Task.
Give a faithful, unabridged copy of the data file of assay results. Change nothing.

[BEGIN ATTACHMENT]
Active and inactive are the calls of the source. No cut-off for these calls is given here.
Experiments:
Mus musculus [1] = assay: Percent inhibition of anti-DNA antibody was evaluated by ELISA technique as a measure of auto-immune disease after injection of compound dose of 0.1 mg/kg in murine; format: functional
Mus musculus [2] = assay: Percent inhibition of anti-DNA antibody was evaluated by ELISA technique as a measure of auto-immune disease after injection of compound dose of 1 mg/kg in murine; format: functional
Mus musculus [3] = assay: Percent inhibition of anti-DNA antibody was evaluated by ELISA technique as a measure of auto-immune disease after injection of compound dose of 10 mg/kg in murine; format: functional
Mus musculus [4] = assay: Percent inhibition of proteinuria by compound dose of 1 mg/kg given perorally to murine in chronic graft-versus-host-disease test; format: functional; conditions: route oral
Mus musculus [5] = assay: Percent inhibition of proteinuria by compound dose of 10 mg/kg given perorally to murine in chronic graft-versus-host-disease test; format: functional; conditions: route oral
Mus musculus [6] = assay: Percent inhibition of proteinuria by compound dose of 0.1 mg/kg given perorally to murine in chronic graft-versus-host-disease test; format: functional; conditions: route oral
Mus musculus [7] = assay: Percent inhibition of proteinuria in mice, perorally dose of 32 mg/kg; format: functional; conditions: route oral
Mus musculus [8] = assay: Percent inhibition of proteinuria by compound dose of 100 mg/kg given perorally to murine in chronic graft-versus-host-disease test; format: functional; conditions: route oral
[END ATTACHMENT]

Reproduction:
Active and inactive are the calls of the source. No cut-off for these calls is given here.
Experiments:
Mus musculus [1] = assay: Percent inhibition of anti-DNA antibody was evaluated by ELISA technique as a measure of auto-immune disease after injection of compound dose of 0.1 mg/kg in murine; format: functional
Mus musculus [2] = assay: Percent inhibition of anti-DNA antibody was evaluated by ELISA technique as a measure of auto-immune disease after injection of compound dose of 1 mg/kg in murine; format: functional
Mus musculus [3] = assay: Percent inhibition of anti-DNA antibody was evaluated by ELISA technique as a measure of auto-immune disease after injection of compound dose of 10 mg/kg in murine; format: functional
Mus musculus [4] = assay: Percent inhibition of proteinuria by compound dose of 1 mg/kg given perorally to murine in chronic graft-versus-host-disease test; format: functional; conditions: route oral
Mus musculus [5] = assay: Percent inhibition of proteinuria by compound dose of 10 mg/kg given perorally to murine in chronic graft-versus-host-disease test; format: functional; conditions: route oral
Mus musculus [6] = assay: Percent inhibition of proteinuria by compound dose of 0.1 mg/kg given perorally to murine in chronic graft-versus-host-disease test; format: functional; conditions: route oral
Mus musculus [7] = assay: Percent inhibition of proteinuria in mice, perorally dose of 32 mg/kg; format: functional; conditions: route oral
Mus musculus [8] = assay: Percent inhibition of proteinuria by compound dose of 100 mg/kg given perorally to murine in chronic graft-versus-host-disease test; format: functional; conditions: route oral